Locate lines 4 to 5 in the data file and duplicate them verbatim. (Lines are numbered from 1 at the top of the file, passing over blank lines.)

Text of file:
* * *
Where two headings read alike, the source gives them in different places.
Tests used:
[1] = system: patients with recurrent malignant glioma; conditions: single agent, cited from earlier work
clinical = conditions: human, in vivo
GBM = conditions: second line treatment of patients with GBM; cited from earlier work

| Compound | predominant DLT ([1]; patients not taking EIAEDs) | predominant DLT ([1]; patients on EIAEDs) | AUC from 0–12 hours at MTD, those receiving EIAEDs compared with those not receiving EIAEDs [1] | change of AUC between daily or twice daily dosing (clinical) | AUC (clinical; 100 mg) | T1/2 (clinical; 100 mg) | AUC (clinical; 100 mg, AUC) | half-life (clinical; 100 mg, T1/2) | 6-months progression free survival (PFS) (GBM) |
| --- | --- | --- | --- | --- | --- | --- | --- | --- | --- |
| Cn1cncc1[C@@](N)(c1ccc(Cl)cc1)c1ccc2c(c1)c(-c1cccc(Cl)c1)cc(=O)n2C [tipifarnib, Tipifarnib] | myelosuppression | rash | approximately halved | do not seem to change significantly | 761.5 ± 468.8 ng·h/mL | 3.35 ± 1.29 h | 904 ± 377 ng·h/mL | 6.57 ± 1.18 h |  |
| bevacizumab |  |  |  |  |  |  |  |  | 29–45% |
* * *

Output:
clinical = conditions: human, in vivo
GBM = conditions: second line treatment of patients with GBM; cited from earlier work